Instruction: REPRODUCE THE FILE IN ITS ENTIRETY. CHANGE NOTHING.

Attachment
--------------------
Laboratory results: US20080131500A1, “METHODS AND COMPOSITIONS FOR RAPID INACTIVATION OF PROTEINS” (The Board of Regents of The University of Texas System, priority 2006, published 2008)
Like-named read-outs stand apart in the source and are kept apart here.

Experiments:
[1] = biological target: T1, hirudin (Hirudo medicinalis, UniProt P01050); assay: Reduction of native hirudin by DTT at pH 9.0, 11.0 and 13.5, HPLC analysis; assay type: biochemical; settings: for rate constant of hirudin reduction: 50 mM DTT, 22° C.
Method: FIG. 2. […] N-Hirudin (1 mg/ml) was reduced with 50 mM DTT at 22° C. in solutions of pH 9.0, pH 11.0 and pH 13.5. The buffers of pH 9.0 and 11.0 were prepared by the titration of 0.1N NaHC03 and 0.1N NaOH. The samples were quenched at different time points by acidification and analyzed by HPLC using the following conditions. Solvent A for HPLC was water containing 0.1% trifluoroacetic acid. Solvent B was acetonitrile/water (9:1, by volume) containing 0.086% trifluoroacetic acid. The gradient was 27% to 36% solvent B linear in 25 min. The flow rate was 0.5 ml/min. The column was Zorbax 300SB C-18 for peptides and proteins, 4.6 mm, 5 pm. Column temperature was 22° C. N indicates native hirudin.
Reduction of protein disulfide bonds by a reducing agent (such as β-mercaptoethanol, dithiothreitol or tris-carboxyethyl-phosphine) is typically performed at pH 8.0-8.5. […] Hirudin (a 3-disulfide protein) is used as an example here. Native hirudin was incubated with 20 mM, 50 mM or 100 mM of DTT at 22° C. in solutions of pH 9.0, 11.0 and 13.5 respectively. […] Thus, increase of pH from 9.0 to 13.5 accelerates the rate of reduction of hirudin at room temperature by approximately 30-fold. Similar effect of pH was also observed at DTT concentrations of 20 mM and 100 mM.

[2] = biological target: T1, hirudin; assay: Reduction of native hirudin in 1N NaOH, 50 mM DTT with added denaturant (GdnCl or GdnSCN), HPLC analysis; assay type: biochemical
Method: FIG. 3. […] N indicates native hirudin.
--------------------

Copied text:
Laboratory results: US20080131500A1, “METHODS AND COMPOSITIONS FOR RAPID INACTIVATION OF PROTEINS” (The Board of Regents of The University of Texas System, priority 2006, published 2008)
Like-named read-outs stand apart in the source and are kept apart here.

Experiments:
[1] = biological target: T1, hirudin (Hirudo medicinalis, UniProt P01050); assay: Reduction of native hirudin by DTT at pH 9.0, 11.0 and 13.5, HPLC analysis; assay type: biochemical; settings: for rate constant of hirudin reduction: 50 mM DTT, 22° C.
Method: FIG. 2. […] N-Hirudin (1 mg/ml) was reduced with 50 mM DTT at 22° C. in solutions of pH 9.0, pH 11.0 and pH 13.5. The buffers of pH 9.0 and 11.0 were prepared by the titration of 0.1N NaHC03 and 0.1N NaOH. The samples were quenched at different time points by acidification and analyzed by HPLC using the following conditions. Solvent A for HPLC was water containing 0.1% trifluoroacetic acid. Solvent B was acetonitrile/water (9:1, by volume) containing 0.086% trifluoroacetic acid. The gradient was 27% to 36% solvent B linear in 25 min. The flow rate was 0.5 ml/min. The column was Zorbax 300SB C-18 for peptides and proteins, 4.6 mm, 5 pm. Column temperature was 22° C. N indicates native hirudin.
Reduction of protein disulfide bonds by a reducing agent (such as β-mercaptoethanol, dithiothreitol or tris-carboxyethyl-phosphine) is typically performed at pH 8.0-8.5. […] Hirudin (a 3-disulfide protein) is used as an example here. Native hirudin was incubated with 20 mM, 50 mM or 100 mM of DTT at 22° C. in solutions of pH 9.0, 11.0 and 13.5 respectively. […] Thus, increase of pH from 9.0 to 13.5 accelerates the rate of reduction of hirudin at room temperature by approximately 30-fold. Similar effect of pH was also observed at DTT concentrations of 20 mM and 100 mM.

[2] = biological target: T1, hirudin; assay: Reduction of native hirudin in 1N NaOH, 50 mM DTT with added denaturant (GdnCl or GdnSCN), HPLC analysis; assay type: biochemical
Method: FIG. 3. […] N indicates native hirudin.